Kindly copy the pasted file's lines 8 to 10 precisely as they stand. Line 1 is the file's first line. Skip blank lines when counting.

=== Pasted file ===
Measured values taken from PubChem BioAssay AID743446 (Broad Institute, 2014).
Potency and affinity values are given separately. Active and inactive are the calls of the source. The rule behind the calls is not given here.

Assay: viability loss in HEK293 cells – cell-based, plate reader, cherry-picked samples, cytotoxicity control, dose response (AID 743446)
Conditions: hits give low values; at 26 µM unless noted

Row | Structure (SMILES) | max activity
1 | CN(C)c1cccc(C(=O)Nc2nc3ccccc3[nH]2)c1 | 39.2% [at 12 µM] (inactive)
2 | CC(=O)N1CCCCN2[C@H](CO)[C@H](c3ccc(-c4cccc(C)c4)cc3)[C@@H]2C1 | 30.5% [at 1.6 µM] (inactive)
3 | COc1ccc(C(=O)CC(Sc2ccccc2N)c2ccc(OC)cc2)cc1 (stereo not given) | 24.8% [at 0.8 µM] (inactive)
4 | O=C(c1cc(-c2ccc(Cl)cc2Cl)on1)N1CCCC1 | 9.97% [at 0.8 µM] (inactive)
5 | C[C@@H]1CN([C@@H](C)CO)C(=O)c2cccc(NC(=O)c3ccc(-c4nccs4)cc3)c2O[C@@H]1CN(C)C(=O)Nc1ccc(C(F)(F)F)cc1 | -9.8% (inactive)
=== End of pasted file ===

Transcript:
3 | COc1ccc(C(=O)CC(Sc2ccccc2N)c2ccc(OC)cc2)cc1 (stereo not given) | 24.8% [at 0.8 µM] (inactive)
4 | O=C(c1cc(-c2ccc(Cl)cc2Cl)on1)N1CCCC1 | 9.97% [at 0.8 µM] (inactive)
5 | C[C@@H]1CN([C@@H](C)CO)C(=O)c2cccc(NC(=O)c3ccc(-c4nccs4)cc3)c2O[C@@H]1CN(C)C(=O)Nc1ccc(C(F)(F)F)cc1 | -9.8% (inactive)